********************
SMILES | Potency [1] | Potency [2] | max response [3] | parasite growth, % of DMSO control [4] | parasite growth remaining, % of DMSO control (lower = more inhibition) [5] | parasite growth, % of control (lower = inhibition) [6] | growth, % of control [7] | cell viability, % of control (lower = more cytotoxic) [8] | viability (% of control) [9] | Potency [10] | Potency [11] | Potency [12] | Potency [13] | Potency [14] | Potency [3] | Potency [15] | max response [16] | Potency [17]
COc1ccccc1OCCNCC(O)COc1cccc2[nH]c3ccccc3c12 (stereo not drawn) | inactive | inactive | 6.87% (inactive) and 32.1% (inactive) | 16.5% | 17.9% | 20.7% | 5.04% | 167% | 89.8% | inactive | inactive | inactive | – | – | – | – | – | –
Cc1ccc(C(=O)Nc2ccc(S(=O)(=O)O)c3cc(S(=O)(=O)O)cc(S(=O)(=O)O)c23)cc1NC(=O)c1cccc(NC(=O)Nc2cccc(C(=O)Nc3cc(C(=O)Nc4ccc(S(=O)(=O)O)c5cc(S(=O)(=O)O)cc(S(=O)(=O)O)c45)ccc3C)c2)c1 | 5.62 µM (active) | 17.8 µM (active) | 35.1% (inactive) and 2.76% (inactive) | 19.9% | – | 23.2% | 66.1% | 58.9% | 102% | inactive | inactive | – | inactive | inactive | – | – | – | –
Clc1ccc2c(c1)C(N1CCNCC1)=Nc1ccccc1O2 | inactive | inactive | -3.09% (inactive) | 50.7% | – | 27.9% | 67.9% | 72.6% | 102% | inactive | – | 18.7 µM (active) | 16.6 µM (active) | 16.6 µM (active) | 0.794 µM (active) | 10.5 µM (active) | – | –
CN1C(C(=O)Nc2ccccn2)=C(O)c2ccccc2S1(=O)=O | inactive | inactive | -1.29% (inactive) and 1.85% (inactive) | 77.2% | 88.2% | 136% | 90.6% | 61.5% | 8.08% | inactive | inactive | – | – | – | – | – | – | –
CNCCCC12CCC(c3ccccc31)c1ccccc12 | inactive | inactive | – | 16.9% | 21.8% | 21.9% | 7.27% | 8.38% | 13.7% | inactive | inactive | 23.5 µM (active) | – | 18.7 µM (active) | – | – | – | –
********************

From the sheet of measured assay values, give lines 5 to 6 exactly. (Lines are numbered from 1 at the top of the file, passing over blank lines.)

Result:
CN1C(C(=O)Nc2ccccn2)=C(O)c2ccccc2S1(=O)=O | inactive | inactive | -1.29% (inactive) and 1.85% (inactive) | 77.2% | 88.2% | 136% | 90.6% | 61.5% | 8.08% | inactive | inactive | – | – | – | – | – | – | –
CNCCCC12CCC(c3ccccc31)c1ccccc12 | inactive | inactive | – | 16.9% | 21.8% | 21.9% | 7.27% | 8.38% | 13.7% | inactive | inactive | 23.5 µM (active) | – | 18.7 µM (active) | – | – | – | –